The Justice Department announced today that it has entered into a statewide settlement agreement that will resolve violations of the Americans with Disabilities Act (ADA) for approximately 3,250 Rhode Islanders with intellectual and developmental disabilities (I/DD). The landmark ten year agreement is the nation’s first statewide settlement to address the rights of people with disabilities to receive state funded employment and daytime services in the broader community, rather than in segregated sheltered workshops and facility-based day programs. Approximately 450,000 people with I/DD across the country spend their days in segregated sheltered workshops or in segregated day programs. The agreement significantly advances the department’s work to enforce the Supreme Court’s decision in Olmstead v. L.C, which requires persons with I/DD be served in the most integrated setting appropriate .
As a result of the settlement, 2,000 Rhode Islanders with I/DD who are currently being served by segregated programs will have opportunities to work in real jobs at competitive wages. Additionally, over the next ten years, 1,250 students with I/DD will receive services to help transition into the workforce.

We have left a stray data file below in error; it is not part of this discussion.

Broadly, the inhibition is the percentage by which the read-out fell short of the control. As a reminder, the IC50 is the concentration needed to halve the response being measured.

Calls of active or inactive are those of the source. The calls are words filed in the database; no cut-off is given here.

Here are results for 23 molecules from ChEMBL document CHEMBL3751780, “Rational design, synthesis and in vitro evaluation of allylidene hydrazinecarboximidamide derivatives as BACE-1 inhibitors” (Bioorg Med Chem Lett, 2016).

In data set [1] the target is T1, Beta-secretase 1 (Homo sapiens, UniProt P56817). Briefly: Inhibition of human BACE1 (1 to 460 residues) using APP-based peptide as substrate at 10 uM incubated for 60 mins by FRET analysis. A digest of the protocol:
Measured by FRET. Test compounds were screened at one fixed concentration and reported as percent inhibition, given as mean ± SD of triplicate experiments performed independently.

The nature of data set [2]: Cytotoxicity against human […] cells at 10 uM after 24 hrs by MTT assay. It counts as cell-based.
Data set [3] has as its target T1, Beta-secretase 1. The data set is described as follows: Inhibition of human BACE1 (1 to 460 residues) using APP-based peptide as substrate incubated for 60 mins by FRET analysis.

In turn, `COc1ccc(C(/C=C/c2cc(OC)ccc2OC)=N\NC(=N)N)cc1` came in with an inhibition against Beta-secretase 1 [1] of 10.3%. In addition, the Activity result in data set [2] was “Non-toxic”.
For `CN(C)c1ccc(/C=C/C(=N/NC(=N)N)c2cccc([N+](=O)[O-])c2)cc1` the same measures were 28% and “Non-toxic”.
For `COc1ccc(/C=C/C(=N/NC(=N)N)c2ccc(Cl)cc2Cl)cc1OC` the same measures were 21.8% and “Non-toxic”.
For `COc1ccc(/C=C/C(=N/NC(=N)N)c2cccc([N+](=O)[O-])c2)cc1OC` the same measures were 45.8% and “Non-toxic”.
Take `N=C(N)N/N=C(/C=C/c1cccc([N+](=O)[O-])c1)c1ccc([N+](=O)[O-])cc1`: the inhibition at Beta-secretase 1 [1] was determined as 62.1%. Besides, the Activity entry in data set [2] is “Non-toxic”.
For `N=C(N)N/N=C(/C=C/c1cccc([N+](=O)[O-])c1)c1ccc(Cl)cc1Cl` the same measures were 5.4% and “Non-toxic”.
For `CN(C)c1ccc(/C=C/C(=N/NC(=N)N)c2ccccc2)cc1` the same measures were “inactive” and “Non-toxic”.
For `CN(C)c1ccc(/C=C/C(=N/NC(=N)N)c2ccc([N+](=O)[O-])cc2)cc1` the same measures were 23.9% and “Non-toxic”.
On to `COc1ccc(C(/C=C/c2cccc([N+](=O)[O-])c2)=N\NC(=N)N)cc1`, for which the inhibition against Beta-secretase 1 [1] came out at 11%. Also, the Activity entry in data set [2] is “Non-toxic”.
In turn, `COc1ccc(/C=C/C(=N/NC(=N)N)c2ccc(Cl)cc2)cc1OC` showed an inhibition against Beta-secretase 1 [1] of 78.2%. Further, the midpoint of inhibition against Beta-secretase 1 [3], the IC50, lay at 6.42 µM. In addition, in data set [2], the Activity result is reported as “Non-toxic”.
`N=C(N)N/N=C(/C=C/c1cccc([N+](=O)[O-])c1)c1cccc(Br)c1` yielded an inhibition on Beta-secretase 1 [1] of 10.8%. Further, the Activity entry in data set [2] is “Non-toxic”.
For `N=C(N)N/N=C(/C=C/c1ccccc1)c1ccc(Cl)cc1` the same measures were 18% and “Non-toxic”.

“Today’s agreement will make Rhode Island a national leader in the movement to bring people with disabilities out of segregated work settings and into typical jobs in the community at competitive pay,” said Acting Assistant Attorney General Jocelyn Samuels for the Civil Rights Division. “As Rhode Island implements the agreement over the next ten years, it will make a dramatic difference in the lives of people with disabilities, businesses and communities across the state. We congratulate Governor Chafee and state officials for signing this agreement, as we believe that Rhode Island will be a model for the nation with respect to integrated employment for people with disabilities.”
“The filing of today’s consent decree is a critically important event in Rhode Island history,” said U.S. Attorney Peter F. Neronha for the District of Rhode Island. “It ushers in a new day of opportunity – opportunity for Rhode Island residents with intellectual or developmental disabilities to live, work and spend their recreational time alongside their fellow Rhode Islanders. It is an opportunity for this State to move forward; to recognize, finally, that we are better, stronger, when all of us – all of us –are interwoven in the fabric that is Rhode Island.”